The Nutty Neigh­bour­hood Block Party

Chapter 9: Loud and Proud

The Hamilton Spectator - - LIVING - STORY BY STACY TORNIO IL­LUS­TRA­TIONS BY ROEL WIELINGA

The story so far: A prac­ti­cal joker is try­ing to ruin the base­ball game by call­ing out the plays and con­fus­ing the play­ers and the umpire. No one can tell who the joker is. The umpire has threat­ened to can­cel the game if the guilty party doesn’t come for­ward.

I run to the con­ces­sion stand and find Rox­anne eat­ing pop­corn. “I need you,” I say. “Me?” Rox­anne says. “Are you sure?”

I grab her hand and pull her to­ward the bleach­ers.

“It sure is noisy over here,” Rox­anne says.

“Ex­actly,” I say. “I need you to get this crowd quiet.”

Rox­anne puts down her pop­corn and wipes off her hands.

“I can def­i­nitely do that,” she says.

She climbs to the top of the bleach­ers, takes a deep breath and cups her hands around her mouth. I hardly think she needs help to make her­self heard. “QUIET!” she yells. When Rox­anne yells, ev­ery­one lis­tens. I guess it can be good to be rowdy. Ev­ery­one in the crowd be­comes still. Then, I hear it again. “Strike!” This time, I know ex­actly where it’s com­ing from. I climb to the top of the bleach­ers and look into the nearby oak tree. Some­one is hid­ing in that tree. “Strike,” I hear again. I see where the noise is com­ing from. I can’t be­lieve my eyes. It’s a bird. Wait a minute, I think. A bird? “I think it’s a bird,” I say, con­fused.

“It can’t be a bird,” Rox­anne says. “Can it?”

Only one per­son in the neigh­bour­hood would know. “Where’s Mr. Har­ri­son?” I ask. “I think I saw him over by the pond in the park,” Rox­anne says.

I take off run­ning. Luck­ily, the pond is close. I’ve done way too much run­ning to­day.

Mr. Har­ri­son is known in the neigh­bour­hood as “The Bird Guy.” He’s an ex­pert on birds.

I get to the pond and see him right away. He’s lis­ten­ing to the band play.

“Mr. Har­ri­son, we re­ally need you at the base­ball field,” I say. “It’s about a bird.”

He fol­lows me back to the base­ball field.

“I think there’s a bird up in the big oak tree,” I say.

“Yes, I sup­pose there might be,” he says. “It’s prob­a­bly nest­ing.”

“That’s not all,” I say. “I think the bird is talk­ing.”

I ex­plain to Mr. Har­ri­son what I mean. When I’m done, he laughs. “Birds don’t talk, right?” I ask. “Well, not ex­actly,” he says. By this time, we’ve reached the base­ball field. Rox­anne is still stand­ing on the bleach­ers. J.P. and Corinna are there, too. Ev­ery­one is peer­ing into the oak tree. “Strike,” we hear again. “I think there’s a north­ern mock­ing­bird up there,” Mr. Har­ri­son says.

“A what bird?” I ask.

“A north­ern mock­ing­bird,” he says. “It mocks the sounds of other things. Peo­ple … an­i­mals … even an umpire.” “How?” I ask. “It’s one of the won­ders of sci­ence,” he says. “Isn’t it amazing?”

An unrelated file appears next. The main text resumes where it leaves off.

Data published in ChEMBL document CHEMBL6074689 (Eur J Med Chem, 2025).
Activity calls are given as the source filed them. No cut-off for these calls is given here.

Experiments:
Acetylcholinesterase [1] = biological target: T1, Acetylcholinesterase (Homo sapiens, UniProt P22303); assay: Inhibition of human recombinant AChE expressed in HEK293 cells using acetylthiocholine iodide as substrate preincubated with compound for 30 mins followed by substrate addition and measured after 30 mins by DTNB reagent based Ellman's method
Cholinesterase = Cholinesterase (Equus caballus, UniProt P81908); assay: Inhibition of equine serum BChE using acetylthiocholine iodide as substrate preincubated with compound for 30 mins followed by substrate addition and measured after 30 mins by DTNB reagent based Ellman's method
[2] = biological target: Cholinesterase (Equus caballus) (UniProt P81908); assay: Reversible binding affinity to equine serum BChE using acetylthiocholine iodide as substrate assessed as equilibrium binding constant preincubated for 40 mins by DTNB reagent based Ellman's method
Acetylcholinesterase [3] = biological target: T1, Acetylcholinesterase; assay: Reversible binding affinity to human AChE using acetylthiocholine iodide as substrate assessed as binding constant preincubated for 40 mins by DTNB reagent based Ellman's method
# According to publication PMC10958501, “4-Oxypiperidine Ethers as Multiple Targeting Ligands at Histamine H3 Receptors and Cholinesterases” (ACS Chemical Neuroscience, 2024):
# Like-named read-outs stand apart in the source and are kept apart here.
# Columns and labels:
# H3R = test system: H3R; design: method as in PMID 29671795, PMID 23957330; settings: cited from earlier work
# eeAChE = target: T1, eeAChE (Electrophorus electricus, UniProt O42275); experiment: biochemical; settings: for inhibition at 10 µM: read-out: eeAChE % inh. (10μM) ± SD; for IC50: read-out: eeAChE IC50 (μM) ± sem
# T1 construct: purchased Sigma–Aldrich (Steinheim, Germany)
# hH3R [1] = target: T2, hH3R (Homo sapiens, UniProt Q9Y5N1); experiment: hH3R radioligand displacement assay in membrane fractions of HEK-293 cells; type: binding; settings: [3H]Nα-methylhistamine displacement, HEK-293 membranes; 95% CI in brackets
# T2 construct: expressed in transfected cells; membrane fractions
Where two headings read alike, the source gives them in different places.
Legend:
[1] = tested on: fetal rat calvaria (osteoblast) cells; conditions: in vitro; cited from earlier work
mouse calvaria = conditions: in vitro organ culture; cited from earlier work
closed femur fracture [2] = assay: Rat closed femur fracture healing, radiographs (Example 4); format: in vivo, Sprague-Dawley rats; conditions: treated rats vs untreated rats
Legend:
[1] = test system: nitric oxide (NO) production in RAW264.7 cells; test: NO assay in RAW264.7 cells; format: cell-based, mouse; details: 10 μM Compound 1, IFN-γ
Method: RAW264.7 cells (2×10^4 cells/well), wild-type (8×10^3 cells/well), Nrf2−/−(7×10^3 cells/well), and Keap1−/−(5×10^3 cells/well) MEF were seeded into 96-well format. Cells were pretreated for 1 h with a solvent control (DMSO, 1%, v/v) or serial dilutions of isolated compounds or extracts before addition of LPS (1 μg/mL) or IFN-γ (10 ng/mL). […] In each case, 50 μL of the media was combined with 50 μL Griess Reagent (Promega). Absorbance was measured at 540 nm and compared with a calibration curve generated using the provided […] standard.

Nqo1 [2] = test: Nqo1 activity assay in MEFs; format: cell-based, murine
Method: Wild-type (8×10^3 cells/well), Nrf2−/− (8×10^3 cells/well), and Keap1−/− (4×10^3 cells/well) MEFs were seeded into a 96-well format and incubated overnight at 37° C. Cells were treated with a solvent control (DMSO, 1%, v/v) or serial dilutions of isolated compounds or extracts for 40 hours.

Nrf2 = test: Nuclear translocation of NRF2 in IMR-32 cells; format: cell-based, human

The whole neigh­bour­hood agrees. It is amazing.

“How do we make it be quiet?” the umpire asks Mr. Har­ri­son.

“Good luck with that,” he says. “Those birds have a mind of their own.”

“We can han­dle it,” the umpire says. “Now let’s play some ball.”

The game starts to get un­der way. Fi­nally, I have a mo­ment to rest.

“Let’s go check out the tal­ent show,” Corinna says to us. “It’s sup­posed to be a good one this year.”

J.P. pulls out his notebook. “Back to work for me,” he says. “I still have a game to cover.”

“I think I’ll stick around here,” Rox­anne says. “J.P., can I sit by you?”

It looks like Rowdy Rox­anne is blush­ing.

So that’s why she wanted to help with The Robyn Re­port. She likes J.P.! My re­porter’s in­stincts were right. I knew she was up to some­thing.

“Are you com­ing, Robyn?” Corinna asks.

It’s been a long day, but I’m not fin­ished yet. I just have one thing left to do. I go back to Lo­gan’s house. Sarah is still shar­ing her prize-win­ning wa­ter­melon with the neigh­bour­hood.

“I’m back for the in­ter­view you promised,” I say.

Sarah smiles. “I thought you might come back,” she says.

I pull out my notebook. Sarah hands me an enor­mous piece of wa­ter­melon. I take a huge bite of it. It’s so sweet and juicy. It was def­i­nitely worth the wait. Dur­ing my in­ter­view with Sarah, I eat three more pieces of wa­ter­melon.

Once I’m done, I start to leave when I think of one more ques­tion for Sarah.

“How did Rox­anne con­vince you to do this in­ter­view, any­way?” I ask.

Sarah takes my notebook and writes some­thing down. Then she hands it back to me. I read what it says. “Put that in your re­port,” she says.

“I think I will,” I say with a smile.

To be con­cluded on Mon­day. Next Time: The Robyn Re­port

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